Global War, Race, and the City:
How WWII Shaped Urbanism in New York, Berlin, and Tokyo
I am a historian of urbanism and architecture working on issues of war, race, and memory in cities in the 20th century, with a focus on the United States, Germany, and Japan during and after WWII. Currently, I am working on a book manuscript that expands on the research done for my dissertation, tentatively titled Global War, Race, and the City: How WWII Shaped Urbanism in New York, Berlin, and Tokyo. My project positions the global and racial nature of WWII as a shaping force of urbanism—with important consequences for the methodologies of urban history.
The war built vast infrastructures that became the foundation for civilian aviation, and it made the world seem a lot smaller and a lot more vulnerable. The war was also charged with strong racial discourses—the US presented itself as a bringer of global freedom while maintaining segregation at home, Germany’s aggressive quest for Lebensraum culminated in the Holocaust and the postwar struggle of dealing with this racial legacy, and the loss of Japan’s multi-ethnic empire in East Asia after WWII shaped the country’s reimagining as a monoethnic nation state. Based on evidence from urban policy, planning, architecture, and art, I investigate the urbanism of New York, Berlin, and Tokyo—the principal cities of three nations deeply implicated in the war—to challenge the notion that economic globalization alone made cities global. Instead, my work positions the postwar city as a response to war-driven global infrastructures and racial ideologies, and contributes to an understanding of the complex relationship between WWII and urbanism.
On the Horizon:
Cities Built of Violence:
Urban Space and Conflict in the US
For my next larger research project, I will build on my dissertation work on post-WWII urban history, and explore issues in the analysis and historicization of urban space and conflict. Focusing on examples from the United States, I will investigate questions such as ‘Who has the right to exercise violence in cities, under what circumstances? How are the politics of space enmeshed with the occurrence of conflict? Whose political claims become either reinforced or undermined by violence? And how do acts of violence become interpreted discursively—as acts of aggression, as appropriate countermeasures, as brave moments of civil disobedience, as desperate cries for help, as callous acts of terrorism? How are they responded to, and how are they remembered?’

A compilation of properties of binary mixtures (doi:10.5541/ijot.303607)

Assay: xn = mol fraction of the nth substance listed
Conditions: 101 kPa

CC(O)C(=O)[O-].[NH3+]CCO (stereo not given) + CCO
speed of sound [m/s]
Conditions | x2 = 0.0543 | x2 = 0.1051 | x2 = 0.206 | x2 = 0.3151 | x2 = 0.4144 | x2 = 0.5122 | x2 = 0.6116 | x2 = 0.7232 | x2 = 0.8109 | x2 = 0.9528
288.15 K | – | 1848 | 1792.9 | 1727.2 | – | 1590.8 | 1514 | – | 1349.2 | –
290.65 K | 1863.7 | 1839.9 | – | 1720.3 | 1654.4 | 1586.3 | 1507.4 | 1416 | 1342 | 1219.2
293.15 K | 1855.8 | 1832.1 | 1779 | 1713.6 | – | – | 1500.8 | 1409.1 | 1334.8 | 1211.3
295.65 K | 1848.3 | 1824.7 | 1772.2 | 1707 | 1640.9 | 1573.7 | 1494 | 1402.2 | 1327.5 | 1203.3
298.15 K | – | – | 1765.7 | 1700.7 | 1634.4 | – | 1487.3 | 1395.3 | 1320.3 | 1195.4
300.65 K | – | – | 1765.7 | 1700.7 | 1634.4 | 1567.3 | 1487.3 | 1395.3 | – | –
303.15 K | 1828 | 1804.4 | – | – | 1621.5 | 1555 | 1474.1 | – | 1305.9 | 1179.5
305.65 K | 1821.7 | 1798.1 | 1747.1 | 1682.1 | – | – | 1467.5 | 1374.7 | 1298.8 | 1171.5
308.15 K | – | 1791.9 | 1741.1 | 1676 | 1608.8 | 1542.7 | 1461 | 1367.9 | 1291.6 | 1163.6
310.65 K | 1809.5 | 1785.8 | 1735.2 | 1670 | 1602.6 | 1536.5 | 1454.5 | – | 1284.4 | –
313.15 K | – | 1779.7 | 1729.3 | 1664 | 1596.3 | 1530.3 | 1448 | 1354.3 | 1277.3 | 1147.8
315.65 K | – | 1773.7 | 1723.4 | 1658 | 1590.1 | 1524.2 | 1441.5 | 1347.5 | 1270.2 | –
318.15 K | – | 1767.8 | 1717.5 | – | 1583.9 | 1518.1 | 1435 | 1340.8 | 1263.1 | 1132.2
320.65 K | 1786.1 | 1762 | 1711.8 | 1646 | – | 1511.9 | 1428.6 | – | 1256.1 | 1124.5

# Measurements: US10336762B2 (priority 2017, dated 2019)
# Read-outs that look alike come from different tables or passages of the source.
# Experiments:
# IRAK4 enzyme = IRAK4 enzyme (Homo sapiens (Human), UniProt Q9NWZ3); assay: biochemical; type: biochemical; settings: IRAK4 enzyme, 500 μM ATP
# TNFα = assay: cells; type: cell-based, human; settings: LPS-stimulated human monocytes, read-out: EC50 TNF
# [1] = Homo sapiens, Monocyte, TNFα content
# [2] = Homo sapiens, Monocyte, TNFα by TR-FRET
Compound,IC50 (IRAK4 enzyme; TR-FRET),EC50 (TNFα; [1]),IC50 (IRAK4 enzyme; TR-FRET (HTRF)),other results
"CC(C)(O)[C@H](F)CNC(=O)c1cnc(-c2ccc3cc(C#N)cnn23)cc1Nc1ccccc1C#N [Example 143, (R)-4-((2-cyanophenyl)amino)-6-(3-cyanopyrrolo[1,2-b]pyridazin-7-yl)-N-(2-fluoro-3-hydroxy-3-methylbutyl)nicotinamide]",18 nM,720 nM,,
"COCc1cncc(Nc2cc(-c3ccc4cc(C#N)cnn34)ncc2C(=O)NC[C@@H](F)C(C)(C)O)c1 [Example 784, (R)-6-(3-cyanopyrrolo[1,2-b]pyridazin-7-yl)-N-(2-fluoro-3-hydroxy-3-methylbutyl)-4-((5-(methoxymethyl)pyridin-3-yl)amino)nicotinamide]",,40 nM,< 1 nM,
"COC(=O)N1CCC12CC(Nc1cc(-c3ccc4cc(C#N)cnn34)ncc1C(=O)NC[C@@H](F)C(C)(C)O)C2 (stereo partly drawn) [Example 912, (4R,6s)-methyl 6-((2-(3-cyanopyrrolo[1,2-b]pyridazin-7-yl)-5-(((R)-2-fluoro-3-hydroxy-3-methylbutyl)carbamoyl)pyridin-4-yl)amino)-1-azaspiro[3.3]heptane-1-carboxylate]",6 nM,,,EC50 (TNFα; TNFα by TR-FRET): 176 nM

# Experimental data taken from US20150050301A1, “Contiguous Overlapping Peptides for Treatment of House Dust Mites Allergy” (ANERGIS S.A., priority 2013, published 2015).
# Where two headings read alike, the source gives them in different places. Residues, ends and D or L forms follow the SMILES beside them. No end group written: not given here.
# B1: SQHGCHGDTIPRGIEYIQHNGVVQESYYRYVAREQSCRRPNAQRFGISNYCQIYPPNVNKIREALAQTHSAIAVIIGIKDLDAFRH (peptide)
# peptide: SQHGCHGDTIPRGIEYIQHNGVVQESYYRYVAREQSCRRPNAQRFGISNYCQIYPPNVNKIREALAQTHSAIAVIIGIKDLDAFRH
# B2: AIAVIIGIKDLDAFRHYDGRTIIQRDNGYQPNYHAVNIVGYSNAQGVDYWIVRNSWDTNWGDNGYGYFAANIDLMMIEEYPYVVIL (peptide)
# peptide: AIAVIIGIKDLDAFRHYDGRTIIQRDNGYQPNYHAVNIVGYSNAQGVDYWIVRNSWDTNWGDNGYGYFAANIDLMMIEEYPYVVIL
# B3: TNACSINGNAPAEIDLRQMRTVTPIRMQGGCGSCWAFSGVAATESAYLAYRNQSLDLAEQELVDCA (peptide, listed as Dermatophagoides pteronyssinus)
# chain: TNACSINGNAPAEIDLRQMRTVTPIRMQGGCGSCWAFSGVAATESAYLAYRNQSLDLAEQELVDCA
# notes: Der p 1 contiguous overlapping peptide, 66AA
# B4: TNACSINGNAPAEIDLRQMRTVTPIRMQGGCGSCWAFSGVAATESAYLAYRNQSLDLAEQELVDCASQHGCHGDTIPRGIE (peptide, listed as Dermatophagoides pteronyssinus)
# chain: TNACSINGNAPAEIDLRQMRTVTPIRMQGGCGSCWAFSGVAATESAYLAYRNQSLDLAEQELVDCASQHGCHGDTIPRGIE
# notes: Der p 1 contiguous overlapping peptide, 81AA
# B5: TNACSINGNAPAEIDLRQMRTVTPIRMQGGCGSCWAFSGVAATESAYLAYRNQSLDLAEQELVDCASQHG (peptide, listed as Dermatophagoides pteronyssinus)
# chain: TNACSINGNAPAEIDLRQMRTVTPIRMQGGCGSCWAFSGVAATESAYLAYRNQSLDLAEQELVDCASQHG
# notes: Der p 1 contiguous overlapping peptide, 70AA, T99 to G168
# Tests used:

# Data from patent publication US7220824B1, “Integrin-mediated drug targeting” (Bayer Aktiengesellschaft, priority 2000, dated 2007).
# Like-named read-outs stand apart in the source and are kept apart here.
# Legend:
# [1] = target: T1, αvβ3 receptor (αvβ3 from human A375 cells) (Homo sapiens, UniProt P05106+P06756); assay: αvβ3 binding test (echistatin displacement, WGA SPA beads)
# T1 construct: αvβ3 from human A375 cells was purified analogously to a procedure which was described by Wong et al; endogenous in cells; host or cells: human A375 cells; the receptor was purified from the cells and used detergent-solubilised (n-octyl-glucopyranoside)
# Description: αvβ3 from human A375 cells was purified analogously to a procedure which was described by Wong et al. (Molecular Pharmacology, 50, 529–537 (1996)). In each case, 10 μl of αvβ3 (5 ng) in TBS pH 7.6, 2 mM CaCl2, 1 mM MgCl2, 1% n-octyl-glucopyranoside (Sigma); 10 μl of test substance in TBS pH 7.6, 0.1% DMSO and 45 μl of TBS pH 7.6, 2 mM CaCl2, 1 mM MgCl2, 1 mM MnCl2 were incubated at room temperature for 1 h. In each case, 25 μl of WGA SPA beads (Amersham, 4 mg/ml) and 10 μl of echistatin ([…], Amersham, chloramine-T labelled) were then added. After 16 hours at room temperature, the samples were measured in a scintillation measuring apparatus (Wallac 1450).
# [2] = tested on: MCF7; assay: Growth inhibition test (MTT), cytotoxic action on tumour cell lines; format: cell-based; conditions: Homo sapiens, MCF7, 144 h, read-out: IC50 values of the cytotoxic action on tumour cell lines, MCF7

Violence in cities is easily understood as the destruction of architecture caused by war, or as the escalation of protests and other conflicts. I argue that violence has a permanent presence in urban environments—not only in moments of physical harm and destruction inflicted on individuals and buildings, but in the ways in which history and memory are subject to constant renegotiation through spatial politics and the medium of architecture, and have real consequences for future developments in the city. This research will lead to a deepened understanding of the politics of the city that become played out through acts of violence.